With the glacial pace of traditional acquisition, many within the Department of Defense have been raving about the benefits of a special, speedier buying authority called Other Transaction Agreements.

This operates outside the usual acquisition methods, providing cost-sharing with vendors with the goal of shortening the capability-development cycle and speeding the transition of prototypes to the government.

The Defense Information Systems Agency received this authority in May and plans to use it next quarter. DISA has not exercised this authority yet given that it has had to take the time to install processes in place.

“One of the challenges with OTA is we actually have to build our workforce to understand how to use this capability, this contracting. We have to think differently and train to do this,” Rear Adm. Nancy Norton, DISA’s vice director, said during a panel discussion Oct. 24 at the annual MilCom conference in Baltimore, Md., hosted by AFCEA.

“We’re building up that contingent within DISA to be able to understand how to most flex this capability and authority that we have now. But we’re very excited about it.”

Norton told C4ISRNET following the panel that the organization is in the process of establishing its own internal processes and expects to flex this authority next quarter.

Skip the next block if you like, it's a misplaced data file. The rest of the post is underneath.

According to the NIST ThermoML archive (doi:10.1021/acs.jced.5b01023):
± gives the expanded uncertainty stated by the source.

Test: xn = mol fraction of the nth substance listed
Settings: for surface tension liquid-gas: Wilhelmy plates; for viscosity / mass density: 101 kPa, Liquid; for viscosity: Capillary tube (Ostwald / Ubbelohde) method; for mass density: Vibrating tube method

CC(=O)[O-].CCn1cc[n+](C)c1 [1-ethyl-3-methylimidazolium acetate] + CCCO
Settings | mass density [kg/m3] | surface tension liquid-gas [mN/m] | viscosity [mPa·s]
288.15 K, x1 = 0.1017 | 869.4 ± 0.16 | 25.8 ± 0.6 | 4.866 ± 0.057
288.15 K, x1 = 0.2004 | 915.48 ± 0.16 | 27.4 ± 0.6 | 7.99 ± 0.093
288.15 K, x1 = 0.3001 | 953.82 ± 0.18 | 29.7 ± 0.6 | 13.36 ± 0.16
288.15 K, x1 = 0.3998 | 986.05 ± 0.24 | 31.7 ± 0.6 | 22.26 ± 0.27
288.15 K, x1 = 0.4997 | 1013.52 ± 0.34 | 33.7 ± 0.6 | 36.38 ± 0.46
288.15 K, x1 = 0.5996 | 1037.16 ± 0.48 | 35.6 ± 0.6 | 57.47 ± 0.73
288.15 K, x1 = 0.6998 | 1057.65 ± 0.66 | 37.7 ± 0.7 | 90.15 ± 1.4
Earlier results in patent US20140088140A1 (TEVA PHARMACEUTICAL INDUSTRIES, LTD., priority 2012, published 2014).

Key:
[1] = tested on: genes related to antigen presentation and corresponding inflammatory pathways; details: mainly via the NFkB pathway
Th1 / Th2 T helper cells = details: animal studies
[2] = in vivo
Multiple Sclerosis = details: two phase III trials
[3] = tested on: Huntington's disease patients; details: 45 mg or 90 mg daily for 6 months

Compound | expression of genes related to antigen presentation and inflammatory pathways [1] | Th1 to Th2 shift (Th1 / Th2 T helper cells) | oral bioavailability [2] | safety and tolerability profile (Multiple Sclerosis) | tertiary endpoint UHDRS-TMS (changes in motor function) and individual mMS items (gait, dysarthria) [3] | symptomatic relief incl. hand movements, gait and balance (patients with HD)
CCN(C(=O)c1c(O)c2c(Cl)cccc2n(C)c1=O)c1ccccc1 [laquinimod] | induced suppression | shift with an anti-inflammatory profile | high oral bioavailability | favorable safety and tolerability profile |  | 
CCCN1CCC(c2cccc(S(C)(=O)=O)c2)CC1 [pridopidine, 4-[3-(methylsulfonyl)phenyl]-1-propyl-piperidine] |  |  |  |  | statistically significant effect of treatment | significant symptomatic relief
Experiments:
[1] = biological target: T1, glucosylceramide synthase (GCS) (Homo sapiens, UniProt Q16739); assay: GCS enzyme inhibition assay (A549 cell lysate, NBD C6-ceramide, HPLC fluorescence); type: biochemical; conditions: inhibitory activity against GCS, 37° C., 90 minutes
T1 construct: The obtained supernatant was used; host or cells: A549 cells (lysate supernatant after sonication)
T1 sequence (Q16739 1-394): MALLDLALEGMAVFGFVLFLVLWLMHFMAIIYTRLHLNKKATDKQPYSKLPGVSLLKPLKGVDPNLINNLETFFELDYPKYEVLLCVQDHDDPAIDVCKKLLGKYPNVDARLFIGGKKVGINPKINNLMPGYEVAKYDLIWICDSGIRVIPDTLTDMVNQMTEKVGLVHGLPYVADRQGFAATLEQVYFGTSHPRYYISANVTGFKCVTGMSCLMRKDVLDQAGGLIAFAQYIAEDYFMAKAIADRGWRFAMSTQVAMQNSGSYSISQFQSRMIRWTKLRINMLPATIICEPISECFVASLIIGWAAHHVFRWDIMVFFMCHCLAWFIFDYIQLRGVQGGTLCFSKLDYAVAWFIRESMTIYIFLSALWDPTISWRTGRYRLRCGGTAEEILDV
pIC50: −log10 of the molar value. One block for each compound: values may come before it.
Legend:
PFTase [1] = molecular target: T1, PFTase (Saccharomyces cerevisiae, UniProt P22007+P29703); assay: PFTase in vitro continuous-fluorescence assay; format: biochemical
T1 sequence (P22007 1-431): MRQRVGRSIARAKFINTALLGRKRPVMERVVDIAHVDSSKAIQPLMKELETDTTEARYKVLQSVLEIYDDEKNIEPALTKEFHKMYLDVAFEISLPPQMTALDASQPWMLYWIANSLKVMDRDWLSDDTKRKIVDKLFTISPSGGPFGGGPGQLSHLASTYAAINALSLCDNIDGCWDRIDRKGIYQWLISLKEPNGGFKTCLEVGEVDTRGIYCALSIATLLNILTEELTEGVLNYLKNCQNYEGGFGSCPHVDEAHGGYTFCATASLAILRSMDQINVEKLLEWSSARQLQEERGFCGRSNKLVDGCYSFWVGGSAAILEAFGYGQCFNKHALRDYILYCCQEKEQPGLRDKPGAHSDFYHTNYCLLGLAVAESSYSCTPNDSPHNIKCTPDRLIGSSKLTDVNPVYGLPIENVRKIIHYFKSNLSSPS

In the past, DISA would have to partner with the Defense Innovation Unit-Experimental or the Army to leverage these special buying powers on projects they wanted to fund quickly.

[Can industry teamwork, DIUx approach beat slow acquisition?]

Norton also told C4ISRNET it’s unclear how they might use this new contracting vehicle. They could use it for follow-ons for rapid prototypes they ran through DIUx or the Army, such as a spectrum sharing system prototype, an assured identity prototype, a mobile endpoint security for DoD mobility and a continuous authentication prototype. Or they might use it for something completely new.

This new authority has the potential to save DISA money in the long term as well, Norton added.

“If we have something that we want to do and we already had that in our budget, then we now have the flexibility to use different contracting vehicles that will accelerate the process, potentially allow for prototyping that evolves into a longer term capability,” she told C4ISRNET.

“And in some cases that may actually save us money, because if we do it traditionally we either have to wait for a long time until we are very clear on what our requirements are and can establish that or we contract for a prototype and then we POM and wait for the final contract.”

The traditional acquisition and Program Objective Memorandums process tends to stretch out, meaning they need to have personnel dedicated on the contract or in the program office. If this process was accelerated, they could be doing something else once a contract vehicle in place.

“There is potential to save us money in addition to the sources that contracting agencies — we end up with companies that are innovative that have completely new ways of approaching this that might be a lot cheaper than what some of the traditional defense contractors come up with,” Norton said.

Mark Pomerleau is a reporter for C4ISRNET, covering information warfare and cyberspace.

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